For Hershey Foods, a $4-billion-a-year company known for its chocolate, reengineering for ERP means extracting and then standardizing into one integrated system the best finance, logistics, and sales practices from multiple divisions. "It's trying to get your business people to concur on how you're going to do this or that process," says Rick Bentz, Hershey's VP for information technology. Bentz oversees the company's three-year, $75 million undertaking. "You think that the problem is solved, and then you get farther down the road and find that it's not. It's two steps forward and one step back."

When it works, it makes for efficiency and better customer service. Because the new computer systems let Hershey track all outstanding accounts and thus measure overall payment risk, credit terms should for the first time be consistent across all Hershey's divisions, large and small. That means supermarkets will no longer have to haggle about credit terms once with the chocolate division for candy bars and again with the pasta division over Ronzoni spaghetti. Hershey also hopes to disseminate "best practices" for key activities like demand forecasting companywide. About 85% of Hershey's core business processes should be running on ERP infrastructure by 2001.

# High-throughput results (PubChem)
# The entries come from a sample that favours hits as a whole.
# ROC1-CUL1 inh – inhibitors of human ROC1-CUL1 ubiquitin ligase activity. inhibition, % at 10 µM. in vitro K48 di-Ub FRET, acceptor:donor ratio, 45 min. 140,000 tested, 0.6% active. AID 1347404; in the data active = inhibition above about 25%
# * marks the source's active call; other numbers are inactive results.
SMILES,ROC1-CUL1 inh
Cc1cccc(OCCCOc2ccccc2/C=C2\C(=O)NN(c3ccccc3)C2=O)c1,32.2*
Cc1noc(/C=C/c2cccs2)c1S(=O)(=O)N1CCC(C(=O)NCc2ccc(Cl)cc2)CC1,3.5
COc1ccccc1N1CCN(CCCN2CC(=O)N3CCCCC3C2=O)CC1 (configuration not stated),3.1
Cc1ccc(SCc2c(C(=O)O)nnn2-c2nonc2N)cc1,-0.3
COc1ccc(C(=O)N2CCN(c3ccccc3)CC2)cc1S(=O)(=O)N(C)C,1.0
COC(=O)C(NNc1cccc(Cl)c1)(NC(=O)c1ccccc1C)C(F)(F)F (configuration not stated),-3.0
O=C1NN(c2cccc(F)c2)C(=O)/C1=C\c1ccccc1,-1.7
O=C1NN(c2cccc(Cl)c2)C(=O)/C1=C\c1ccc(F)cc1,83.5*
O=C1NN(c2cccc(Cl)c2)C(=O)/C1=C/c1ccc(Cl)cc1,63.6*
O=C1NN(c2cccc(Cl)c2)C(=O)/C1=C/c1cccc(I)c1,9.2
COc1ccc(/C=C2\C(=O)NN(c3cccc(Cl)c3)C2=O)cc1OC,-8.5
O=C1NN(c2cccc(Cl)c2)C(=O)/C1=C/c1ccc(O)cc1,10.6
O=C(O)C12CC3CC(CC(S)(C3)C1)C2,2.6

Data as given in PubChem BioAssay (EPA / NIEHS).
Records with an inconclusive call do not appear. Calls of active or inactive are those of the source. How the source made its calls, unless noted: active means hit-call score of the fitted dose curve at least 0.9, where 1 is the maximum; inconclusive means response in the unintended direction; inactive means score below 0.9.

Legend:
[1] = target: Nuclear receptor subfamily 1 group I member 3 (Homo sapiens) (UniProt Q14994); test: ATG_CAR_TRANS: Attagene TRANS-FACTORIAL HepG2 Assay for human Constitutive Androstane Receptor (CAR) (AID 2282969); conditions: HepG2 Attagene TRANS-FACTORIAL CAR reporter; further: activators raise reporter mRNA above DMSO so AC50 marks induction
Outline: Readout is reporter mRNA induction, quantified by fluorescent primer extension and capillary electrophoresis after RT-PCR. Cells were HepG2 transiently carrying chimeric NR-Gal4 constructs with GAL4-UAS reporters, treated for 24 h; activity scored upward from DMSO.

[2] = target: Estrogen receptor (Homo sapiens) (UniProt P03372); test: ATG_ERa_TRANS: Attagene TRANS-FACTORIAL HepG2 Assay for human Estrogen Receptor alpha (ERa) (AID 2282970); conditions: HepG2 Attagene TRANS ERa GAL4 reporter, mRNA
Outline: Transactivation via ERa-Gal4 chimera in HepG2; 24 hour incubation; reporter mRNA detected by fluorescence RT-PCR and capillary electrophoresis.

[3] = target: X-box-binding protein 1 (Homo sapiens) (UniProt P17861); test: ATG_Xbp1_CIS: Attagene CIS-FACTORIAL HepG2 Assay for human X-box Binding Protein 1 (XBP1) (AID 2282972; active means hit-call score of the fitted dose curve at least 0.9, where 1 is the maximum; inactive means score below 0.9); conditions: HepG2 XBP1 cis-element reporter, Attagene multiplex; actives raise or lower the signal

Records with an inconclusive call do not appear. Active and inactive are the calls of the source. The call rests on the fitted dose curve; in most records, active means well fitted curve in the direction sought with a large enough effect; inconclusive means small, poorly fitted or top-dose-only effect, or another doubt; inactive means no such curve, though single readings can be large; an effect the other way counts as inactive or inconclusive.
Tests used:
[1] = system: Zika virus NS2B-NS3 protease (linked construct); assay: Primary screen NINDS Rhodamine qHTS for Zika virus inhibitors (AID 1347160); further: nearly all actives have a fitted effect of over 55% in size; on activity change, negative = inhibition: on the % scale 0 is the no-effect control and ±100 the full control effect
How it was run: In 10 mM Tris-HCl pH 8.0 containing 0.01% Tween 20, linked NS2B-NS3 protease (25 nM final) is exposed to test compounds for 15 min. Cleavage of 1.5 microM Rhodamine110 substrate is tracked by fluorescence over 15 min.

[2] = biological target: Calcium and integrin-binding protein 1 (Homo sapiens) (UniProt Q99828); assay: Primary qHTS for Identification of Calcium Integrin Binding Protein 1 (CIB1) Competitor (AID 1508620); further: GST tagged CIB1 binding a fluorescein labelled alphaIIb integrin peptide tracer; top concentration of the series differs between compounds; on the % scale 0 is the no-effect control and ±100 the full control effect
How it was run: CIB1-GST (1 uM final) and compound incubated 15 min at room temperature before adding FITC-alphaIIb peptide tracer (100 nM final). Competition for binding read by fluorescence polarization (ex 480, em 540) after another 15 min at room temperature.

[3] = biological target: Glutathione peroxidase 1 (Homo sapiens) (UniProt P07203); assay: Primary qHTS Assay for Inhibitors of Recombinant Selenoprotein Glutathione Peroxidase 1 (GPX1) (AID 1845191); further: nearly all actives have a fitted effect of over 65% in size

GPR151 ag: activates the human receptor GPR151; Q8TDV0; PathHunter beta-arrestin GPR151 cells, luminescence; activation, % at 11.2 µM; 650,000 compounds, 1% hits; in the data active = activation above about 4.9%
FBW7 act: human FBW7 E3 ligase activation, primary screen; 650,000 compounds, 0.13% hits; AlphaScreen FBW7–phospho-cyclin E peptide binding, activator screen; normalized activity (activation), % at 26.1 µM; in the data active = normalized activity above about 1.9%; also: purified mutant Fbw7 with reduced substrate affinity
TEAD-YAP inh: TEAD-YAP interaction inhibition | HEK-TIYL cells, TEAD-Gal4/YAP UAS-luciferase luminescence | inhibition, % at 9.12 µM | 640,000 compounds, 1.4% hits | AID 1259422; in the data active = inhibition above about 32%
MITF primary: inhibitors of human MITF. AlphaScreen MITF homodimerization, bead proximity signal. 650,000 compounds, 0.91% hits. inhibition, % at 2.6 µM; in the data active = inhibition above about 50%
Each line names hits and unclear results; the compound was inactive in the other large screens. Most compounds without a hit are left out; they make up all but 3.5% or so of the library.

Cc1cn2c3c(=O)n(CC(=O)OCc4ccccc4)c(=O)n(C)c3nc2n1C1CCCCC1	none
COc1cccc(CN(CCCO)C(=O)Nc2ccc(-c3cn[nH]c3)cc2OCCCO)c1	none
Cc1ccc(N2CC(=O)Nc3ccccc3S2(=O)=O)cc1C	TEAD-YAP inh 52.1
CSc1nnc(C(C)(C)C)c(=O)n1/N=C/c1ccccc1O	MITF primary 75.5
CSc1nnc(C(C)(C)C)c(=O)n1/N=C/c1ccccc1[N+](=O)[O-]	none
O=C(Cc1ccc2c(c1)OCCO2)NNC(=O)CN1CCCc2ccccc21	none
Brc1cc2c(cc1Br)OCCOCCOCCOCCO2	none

Since many senior managers rebel at the idea that they should be constrained because of an information system, it's vital that companies implementing ERP be able to make decisions quickly and authoritatively. Edith Martin, who oversaw Eastman Kodak's $500 million SAP implementation--or more accurately a reimplementation, since an earlier attempt had failed--says that one key to her success was a council of senior executives to review the project continually and make decisions within days. "We sold them on the economics, we set some dates, and we started working on it," she says. "The idea was to take it out of the dimension of information technology and into strategy. The thinking became that Kodak could not afford to fail at this."